Aug 21, 2018 6:58:35 AM
Senior Consultant, Full Stack Marketing
This blog post was written in collaboration with Ville Sillanpää.
Search engine marketing (SEM) is a great tool for growing your business through well contextualised advertising. Getting your product in front of potential customers when they are looking for it can result in high conversion rates, and profitable marketing. It’s a lot of work, which is why you should look into automating your SEM processes.
For online stores the power of search engine marketing can also be a curse. How do you manage your campaigns, when thousands of online products all need to be present for dozens of contextual search terms? Do you build up your campaigns manually one piece at a time? Should you hire an agency to do this for you? Or should you automate the entire process?
There are many ways to automate search engine marketing, and the various strategies depend on your overall marketing strategy. One strategy can be to set up a “broad brush” account plan, and refine the most effective methods based on the data. This strategy can be very effectively automated to a high degree, but it requires a large initial budget. It also effectively multiplies the risks of automation, as poorly set up automation strategies can pour money into ineffective campaigns, and you might not alway notice this or be able to correct for this in time.
Another commonly used growth strategy is to build campaigns incrementally, starting from the presumably most profitable core of your products, and expanding towards the peripheries based on gradual improvements to customer insights, and experience. This strategy can be quite cost-effective as learning can focus on a limited section at a time, and learnings can more easily be scaled once the marketing campaigns is well optimised. This strategy can, however be quite labour-intensive, and thus costly. It can also limit the speed of the initial growth, as only a certain amount of campaigns can be managed effectively at the same time.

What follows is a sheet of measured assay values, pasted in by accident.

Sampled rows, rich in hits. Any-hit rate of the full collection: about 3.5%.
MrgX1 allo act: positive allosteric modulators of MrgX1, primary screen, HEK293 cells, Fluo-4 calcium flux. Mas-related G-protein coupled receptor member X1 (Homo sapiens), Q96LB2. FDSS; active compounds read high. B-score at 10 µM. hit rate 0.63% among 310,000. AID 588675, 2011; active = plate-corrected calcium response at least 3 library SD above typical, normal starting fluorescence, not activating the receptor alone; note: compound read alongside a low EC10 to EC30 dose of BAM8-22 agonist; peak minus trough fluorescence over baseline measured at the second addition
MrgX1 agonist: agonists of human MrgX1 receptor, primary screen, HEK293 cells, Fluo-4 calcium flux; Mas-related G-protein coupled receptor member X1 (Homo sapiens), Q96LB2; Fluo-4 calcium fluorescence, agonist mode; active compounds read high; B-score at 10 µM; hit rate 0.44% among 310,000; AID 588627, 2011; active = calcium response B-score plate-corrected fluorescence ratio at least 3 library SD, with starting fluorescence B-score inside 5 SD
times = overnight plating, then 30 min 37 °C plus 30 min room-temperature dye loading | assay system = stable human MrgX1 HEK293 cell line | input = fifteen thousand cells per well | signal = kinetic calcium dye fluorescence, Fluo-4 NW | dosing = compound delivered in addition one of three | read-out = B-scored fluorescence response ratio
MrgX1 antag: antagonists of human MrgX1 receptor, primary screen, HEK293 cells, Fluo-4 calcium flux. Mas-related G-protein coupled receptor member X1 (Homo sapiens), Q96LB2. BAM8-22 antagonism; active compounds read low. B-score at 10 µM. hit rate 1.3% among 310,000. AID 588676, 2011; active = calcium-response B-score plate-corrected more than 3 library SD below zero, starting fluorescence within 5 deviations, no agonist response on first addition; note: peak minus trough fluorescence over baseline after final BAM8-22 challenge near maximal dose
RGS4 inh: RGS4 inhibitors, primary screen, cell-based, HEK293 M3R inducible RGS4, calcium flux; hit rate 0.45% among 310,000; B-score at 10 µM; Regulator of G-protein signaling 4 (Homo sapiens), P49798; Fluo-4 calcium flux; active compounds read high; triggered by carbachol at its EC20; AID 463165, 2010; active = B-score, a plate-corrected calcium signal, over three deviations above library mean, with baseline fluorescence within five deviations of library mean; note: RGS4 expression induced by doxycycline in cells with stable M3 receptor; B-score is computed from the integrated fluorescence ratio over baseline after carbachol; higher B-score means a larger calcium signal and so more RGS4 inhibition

There are various effective tools that marketers can use to limit the amount of work needed to run effective campaigns and grow your business. The aspects of search engine marketing that can be automated, vary substantially between these strategies, and thus require different tools to be implemented. While there are many options in the market, there are no silver bullets, so be sure to choose wisely.
Automation in search engine marketing can be grouped into three basic groups by function:
Automating structures can be done holistically, or piece by piece. There are various tools currently available for most of the elements for automation, as well as some solutions to automate the account structure setup from start to finish. We will first discuss the piecemeal solutions, and then move to the more holistic options.